Krasnodar, 5 December – Yug Times. The regional authorities want to oblige the agricultural farms to apply organic fertilizers. This measure is also meant to stimulate the growth of the number of cattle, goats, sheep and other ruminants in the farms.
Presently some farms do that, while others do not - the ultimate decision is taken by the owner. As a result, in the opinion of the regional Ministry of Agriculture, too few organic fertilizers are introduced, the humus layer in the soil is falling, and the soil grows poorer.
Experts of the Kuban State Agrarian University assert that over the past century, the fertility of Kuban chernozems (black soils) has halved due to the reduction of the humus layer. Mineral additives cannot resolve the problem of restoration of the soils or at least to stop their degradation. However much they would be added, the plants would take up to 60% of the nutrients from the humus. What is more, applications of mineral fertilizers without organic ones are even detrimental for the Kuban chernozems, because they oxidise them.
Anastasia Vladimirova, partner of Walter Construction’s consulting department, emphasises that it is the economic situation that has caused such use of the arable lands. The demand for wheat, rice, sunflower oil and other crop products is growing worldwide, and yearning for high profits keeps urging the farmers to intensify their work.
In Krasnodar province, there is one more problem related to the deterioration of the soil fertility. In the Soviet times, every kolkhoz used to have its own cattle and pig far which predominantly covered their need in organic manure; now the situation is different.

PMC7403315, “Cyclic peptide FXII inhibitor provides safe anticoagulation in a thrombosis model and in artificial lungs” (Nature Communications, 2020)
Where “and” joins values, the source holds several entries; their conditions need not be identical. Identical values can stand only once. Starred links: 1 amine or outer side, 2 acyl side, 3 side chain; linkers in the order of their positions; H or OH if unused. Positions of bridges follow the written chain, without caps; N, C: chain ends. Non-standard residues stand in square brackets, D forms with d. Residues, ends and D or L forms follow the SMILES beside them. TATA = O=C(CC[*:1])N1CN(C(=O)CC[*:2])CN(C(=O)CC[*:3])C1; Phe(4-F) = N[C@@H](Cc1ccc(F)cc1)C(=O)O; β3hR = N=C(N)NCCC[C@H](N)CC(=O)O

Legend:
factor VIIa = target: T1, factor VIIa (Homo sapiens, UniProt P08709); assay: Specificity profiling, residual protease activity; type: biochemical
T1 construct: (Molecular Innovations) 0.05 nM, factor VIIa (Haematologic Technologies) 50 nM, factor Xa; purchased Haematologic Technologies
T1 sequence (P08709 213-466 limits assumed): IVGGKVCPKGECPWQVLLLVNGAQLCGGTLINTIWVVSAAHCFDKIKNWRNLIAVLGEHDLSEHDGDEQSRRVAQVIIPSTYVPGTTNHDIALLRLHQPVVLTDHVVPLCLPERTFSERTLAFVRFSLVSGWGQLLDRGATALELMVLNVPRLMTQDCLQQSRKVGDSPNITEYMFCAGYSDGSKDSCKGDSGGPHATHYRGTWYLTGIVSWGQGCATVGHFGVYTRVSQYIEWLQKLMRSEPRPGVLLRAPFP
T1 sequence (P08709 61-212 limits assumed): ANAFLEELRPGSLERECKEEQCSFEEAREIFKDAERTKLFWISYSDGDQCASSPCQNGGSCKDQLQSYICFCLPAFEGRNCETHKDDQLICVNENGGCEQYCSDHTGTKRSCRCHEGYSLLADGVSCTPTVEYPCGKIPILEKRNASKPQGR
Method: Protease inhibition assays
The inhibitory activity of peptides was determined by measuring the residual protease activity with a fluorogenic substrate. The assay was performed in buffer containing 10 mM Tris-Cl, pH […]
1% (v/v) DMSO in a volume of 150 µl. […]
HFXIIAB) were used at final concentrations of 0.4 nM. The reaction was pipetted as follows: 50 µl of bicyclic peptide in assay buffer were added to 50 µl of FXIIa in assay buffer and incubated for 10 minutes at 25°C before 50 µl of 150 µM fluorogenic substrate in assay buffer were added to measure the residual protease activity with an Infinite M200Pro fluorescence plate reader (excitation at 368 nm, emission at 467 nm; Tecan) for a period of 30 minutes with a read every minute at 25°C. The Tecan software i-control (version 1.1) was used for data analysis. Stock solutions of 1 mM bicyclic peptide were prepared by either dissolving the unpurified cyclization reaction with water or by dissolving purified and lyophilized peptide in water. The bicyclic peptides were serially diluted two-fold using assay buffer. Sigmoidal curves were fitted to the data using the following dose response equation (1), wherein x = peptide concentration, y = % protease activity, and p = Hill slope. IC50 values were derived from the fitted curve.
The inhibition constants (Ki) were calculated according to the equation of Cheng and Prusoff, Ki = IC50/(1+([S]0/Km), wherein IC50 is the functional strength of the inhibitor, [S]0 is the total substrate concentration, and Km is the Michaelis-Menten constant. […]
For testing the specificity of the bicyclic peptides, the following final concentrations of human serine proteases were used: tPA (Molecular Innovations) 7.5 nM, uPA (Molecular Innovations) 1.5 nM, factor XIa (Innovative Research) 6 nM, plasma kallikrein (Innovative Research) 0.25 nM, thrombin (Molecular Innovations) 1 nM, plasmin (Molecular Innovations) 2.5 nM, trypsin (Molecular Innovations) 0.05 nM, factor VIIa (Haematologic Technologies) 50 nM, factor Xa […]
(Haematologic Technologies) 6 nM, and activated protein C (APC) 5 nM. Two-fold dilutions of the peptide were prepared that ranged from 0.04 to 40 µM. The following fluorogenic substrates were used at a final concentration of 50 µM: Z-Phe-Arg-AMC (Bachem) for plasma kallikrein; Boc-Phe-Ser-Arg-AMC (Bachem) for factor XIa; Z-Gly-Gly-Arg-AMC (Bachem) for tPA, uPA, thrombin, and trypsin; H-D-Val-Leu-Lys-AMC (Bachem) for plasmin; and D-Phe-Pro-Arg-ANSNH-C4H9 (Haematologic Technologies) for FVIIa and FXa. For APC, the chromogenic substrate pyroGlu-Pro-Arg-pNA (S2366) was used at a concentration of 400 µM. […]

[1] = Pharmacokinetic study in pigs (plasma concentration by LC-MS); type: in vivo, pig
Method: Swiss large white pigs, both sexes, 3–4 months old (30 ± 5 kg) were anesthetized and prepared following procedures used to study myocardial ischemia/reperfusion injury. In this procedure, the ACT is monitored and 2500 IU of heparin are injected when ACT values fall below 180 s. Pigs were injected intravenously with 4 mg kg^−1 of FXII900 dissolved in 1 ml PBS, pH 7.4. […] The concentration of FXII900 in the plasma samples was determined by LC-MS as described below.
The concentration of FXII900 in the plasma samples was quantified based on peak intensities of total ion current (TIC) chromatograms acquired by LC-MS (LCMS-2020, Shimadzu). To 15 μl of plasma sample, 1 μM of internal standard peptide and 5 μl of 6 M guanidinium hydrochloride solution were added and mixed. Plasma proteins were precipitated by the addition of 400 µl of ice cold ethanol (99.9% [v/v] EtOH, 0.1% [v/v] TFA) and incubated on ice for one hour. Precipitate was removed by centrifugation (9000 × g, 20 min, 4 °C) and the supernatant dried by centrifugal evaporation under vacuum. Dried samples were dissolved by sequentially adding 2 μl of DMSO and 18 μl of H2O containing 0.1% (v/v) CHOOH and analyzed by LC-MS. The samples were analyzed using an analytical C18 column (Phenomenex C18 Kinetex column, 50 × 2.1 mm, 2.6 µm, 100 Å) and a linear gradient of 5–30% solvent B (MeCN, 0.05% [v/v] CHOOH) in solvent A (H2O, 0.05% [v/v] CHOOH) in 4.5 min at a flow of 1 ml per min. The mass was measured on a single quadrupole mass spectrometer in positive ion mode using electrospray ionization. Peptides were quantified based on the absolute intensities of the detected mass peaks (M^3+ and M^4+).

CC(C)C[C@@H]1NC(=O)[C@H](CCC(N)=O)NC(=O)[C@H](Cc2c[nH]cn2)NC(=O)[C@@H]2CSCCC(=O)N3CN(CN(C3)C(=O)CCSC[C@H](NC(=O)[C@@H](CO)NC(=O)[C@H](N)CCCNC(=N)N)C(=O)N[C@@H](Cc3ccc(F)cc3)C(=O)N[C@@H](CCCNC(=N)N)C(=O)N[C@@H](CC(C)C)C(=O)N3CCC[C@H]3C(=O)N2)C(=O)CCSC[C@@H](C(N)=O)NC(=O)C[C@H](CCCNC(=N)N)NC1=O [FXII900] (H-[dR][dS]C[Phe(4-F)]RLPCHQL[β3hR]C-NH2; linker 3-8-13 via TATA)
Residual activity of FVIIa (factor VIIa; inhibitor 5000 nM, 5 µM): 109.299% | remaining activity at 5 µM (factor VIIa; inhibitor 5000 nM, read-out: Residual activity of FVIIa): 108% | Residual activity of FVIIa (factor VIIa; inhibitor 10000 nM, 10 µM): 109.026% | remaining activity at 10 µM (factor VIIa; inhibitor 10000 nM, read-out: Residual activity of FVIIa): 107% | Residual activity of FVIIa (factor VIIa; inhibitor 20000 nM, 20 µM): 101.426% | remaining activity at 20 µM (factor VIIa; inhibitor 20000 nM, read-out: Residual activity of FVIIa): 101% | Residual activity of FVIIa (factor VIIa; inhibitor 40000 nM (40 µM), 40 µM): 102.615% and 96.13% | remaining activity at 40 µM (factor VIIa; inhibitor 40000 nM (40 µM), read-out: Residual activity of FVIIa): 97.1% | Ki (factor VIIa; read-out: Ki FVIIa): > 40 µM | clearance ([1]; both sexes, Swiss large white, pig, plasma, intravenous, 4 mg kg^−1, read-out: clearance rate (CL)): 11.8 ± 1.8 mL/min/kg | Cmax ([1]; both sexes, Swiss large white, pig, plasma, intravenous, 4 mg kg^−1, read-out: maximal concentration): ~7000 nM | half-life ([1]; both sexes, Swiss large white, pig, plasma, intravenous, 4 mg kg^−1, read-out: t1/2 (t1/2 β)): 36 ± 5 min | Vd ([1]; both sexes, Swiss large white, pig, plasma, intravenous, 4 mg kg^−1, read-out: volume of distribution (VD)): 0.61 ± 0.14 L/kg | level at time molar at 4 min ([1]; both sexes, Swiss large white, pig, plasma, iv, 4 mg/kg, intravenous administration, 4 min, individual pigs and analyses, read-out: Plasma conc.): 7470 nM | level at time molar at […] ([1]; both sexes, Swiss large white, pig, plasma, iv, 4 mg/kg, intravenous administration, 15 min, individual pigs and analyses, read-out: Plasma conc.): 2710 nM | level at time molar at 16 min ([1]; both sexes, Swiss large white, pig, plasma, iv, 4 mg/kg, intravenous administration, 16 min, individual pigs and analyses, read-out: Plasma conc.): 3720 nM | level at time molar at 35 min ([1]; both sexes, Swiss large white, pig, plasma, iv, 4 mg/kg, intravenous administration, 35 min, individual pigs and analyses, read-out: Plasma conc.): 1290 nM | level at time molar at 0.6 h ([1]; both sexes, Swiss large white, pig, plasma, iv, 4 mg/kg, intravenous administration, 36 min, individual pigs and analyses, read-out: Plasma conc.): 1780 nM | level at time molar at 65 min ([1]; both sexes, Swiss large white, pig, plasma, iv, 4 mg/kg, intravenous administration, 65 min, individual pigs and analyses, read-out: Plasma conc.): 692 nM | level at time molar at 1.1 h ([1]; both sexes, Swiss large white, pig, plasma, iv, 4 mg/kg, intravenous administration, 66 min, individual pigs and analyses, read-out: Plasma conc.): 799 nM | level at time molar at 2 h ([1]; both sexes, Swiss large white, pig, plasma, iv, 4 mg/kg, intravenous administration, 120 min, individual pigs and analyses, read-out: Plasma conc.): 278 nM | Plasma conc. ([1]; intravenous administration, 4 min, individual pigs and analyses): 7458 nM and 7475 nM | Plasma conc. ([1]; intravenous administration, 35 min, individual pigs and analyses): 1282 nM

The regional administration believes that if the farms would be obliged to apply organic fertilizers, it would become one more incentive to build new farms and grow cattle. Thus the agricultural sector would kill two birds with one stone - to preserve the soil fertility, and to raise the livestock number. Since 2010, the livestock number in Kuban province has decreased: in 2010 there were 649,000 head of cattle, and in 2018 - only 533,000.
Anastasia Vladimirova believes that the problem of fertility cannot be resolved by merely rising the number of cattle. The soil must take a rest to fully restore. But the demand for agricultural crops grows by 3-5% every year. If some 10% of the tilled soil would be taken out of the agricultural turnover, it may lead to a crisis in both domestic and international markets. The farms will continue to strive for record yields, while the soils will continue to become poorer, Ms. Vladimirova summarises.
Vladimir Sobkalov of Agrokultura Group notes that cattle breeding is a complicated business. What a new farm needs first of all is cheap financing. He stresses that Kuban chernozems are good first of all for plant cultivation rather than animal husbandry. There are quite few pastures in the region, and they are located mainly at the foothills. Our climate is hot, which also reduces the opportunities to keep and use certain animal breeds.
Viktor Sergeyev, chair of the regional farmers’ association, asserts that the rate of agricultural development is directly linked with the sums of money allocated by government to support animal husbandry. Still, not all farmers wishing to take up cattle breeding have an opportunity to receive a governmental grant.
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